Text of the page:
ANNAPOLIS, Md. (AP/WJZ) — Gov. Larry Hogan highlighted economic relief, COVID-19 vaccination and education in his annual State of the State speech on Wednesday night.

The Republican governor emphasized the need for legislation he proposed that includes direct stimulus payments to low-to-moderate income residents, with benefits of up to $750 for families and $450 for individuals.

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It would repeal all state and local income taxes on unemployment benefits. The governor’s plan also calls for sales tax credits of up to $3,000 a month for four months for small businesses.

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“This emergency legislation will provide more than a billion dollars in immediate tax relief and economic stimulus for struggling Maryland families, small businesses, and those who have lost their jobs due to the COVID-19 pandemic,” Hogan said.

The Maryland Senate, which is controlled by Democrats, is moving swiftly to pass the measure, after adding another $520 million to the governor’s proposal. The measure will then go to the House of Delegates.

In a break with tradition due to the coronavirus pandemic, Hogan delivered the speech online instead of before a joint session of legislators.

In a speech that the chief executive generally uses to describe his legislative priorities for the General Assembly’s 90-day session, Hogan focused on pandemic recovery.

“This crisis will not end overnight, but together we will bring it to an end,” Hogan said. “We will get our kids back to school, get people back to work, and get life back to normal once again.”

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Amid difficulties of short vaccine supply and criticism of the state’s rollout, Hogan sought to assure that the state won’t rest until vaccines are available to all Marylanders. He also continued a campaign to emphasize that vaccines are safe and effective.

“Getting vaccinated will help keep you, your family, and your community healthy and safe,” Hogan said. “We urge every Marylander to get a vaccine when one becomes available to you. It will prevent more illness, hospitalizations, and deaths, and it is the best hope for bringing this pandemic to an end.”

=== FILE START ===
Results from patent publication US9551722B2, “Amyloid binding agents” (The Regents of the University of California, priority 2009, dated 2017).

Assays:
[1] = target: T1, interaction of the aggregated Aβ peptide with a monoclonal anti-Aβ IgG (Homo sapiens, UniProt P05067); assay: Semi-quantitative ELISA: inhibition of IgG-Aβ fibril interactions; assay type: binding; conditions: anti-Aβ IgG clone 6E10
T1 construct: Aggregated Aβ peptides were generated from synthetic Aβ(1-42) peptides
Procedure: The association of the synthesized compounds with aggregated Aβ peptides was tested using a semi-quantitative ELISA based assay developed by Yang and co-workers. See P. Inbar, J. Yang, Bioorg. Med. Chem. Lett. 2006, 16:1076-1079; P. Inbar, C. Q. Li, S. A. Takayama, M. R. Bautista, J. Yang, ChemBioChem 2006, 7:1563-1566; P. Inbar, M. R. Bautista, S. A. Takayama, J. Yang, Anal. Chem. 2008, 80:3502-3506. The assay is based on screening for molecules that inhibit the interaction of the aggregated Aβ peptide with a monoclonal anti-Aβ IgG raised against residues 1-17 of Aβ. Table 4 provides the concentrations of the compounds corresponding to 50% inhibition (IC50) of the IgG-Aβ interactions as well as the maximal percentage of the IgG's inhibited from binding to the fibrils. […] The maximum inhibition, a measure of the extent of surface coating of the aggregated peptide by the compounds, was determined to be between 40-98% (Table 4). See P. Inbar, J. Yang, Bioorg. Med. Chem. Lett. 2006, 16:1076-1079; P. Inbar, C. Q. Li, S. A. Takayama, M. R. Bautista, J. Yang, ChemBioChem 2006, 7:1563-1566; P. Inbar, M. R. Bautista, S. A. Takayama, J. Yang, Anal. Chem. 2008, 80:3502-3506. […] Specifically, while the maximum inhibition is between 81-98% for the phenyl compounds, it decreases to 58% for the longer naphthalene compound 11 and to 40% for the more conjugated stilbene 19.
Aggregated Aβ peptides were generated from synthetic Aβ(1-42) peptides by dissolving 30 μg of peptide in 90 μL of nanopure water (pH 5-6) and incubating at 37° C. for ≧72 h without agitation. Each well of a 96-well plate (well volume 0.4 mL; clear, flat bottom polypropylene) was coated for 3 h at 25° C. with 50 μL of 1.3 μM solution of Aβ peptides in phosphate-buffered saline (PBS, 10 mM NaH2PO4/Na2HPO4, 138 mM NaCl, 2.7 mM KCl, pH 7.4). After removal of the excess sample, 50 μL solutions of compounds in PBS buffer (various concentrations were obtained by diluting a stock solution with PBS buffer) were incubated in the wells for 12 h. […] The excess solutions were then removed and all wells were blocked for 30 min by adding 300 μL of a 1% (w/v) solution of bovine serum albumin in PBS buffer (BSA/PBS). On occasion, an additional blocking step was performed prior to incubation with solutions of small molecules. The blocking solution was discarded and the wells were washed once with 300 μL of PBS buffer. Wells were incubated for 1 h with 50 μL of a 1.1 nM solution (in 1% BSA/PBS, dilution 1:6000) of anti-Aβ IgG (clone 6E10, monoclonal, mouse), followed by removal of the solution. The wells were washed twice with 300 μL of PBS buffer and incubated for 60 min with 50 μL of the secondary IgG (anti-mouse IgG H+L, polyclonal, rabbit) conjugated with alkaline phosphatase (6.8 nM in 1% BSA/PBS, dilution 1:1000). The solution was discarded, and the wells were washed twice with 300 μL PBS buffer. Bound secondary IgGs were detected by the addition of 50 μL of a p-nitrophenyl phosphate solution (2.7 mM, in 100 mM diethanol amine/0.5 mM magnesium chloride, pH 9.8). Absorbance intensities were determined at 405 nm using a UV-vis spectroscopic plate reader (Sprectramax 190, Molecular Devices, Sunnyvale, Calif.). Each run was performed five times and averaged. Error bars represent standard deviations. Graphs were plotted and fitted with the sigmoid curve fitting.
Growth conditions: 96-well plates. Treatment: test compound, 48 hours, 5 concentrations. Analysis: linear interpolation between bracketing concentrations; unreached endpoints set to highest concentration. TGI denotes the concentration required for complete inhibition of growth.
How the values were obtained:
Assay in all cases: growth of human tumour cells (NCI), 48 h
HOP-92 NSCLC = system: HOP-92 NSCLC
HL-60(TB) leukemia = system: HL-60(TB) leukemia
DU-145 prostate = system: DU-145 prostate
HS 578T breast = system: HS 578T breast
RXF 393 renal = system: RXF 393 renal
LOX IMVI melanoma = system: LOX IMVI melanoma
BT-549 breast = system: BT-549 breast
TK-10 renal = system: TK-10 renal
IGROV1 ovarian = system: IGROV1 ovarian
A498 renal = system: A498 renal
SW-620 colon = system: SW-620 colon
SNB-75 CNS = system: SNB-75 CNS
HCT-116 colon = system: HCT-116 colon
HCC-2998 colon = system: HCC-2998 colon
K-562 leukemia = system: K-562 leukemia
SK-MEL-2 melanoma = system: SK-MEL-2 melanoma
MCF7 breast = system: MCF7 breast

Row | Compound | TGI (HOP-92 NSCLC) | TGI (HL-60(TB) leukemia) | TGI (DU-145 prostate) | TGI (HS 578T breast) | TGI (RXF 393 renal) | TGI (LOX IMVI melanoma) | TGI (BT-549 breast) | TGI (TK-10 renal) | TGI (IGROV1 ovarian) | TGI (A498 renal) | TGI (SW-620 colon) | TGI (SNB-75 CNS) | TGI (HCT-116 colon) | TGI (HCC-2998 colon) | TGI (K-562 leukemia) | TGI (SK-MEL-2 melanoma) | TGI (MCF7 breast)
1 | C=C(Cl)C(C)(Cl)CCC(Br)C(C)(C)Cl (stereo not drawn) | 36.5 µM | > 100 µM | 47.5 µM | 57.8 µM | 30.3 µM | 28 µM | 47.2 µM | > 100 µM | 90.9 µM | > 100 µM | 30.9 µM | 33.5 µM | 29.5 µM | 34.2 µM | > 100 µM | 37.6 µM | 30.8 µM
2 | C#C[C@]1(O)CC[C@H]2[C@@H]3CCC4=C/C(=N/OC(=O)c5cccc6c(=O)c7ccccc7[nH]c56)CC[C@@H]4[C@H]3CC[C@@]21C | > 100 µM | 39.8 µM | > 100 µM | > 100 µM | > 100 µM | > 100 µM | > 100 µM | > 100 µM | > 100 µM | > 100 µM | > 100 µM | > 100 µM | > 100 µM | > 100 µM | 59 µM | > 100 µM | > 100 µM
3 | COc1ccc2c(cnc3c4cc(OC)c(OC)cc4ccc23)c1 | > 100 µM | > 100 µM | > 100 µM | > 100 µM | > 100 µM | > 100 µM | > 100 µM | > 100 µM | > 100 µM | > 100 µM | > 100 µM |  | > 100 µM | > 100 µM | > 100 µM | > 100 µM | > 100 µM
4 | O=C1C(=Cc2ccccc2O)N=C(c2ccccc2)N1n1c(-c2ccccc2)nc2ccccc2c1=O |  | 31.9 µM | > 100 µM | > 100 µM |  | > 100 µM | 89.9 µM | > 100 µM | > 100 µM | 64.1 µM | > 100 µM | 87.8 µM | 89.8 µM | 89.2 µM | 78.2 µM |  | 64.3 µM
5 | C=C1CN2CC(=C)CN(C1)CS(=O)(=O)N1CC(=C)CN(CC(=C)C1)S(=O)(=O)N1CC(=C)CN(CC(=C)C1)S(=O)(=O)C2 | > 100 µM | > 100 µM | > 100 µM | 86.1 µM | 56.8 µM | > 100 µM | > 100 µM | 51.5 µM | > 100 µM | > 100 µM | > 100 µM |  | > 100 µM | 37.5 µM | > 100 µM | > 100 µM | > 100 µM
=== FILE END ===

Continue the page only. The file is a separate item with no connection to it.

Hogan also reiterated his support for getting students back into classrooms.

“It is critical that we give our students the chance to get safely back into the classrooms,” Hogan said. “During this entire crisis, we have always followed the science, and the science is clear.”

Last month, he called on local school officials to have some form of in-person classroom learning by March 1. At a news conference, he said a growing consensus has emerged that there is no public health reason for county school boards to keep students out of schools.

Last week, the Maryland State Education Association’s president criticized the lack of safety measures and available vaccines.

“We are frustrated by the lackadaisical implementation of, and resources for, safety measures in our schools,” MSEA President Chery Bost wrote. “We are frustrated by the lack of availability of vaccines after being told how important it is for us to get vaccinated. We want to be back in our schools, safely and sustainably, for our students.”

Maryland reported it has confirmed a total of 357,483 COVID-19 cases on Wednesday. That’s an increase of 942 cases from the previous day. The state also reported there have been 7,043 deaths in Maryland so far during the pandemic, up 31 fatalities from the day before.

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Ava-joye Burnett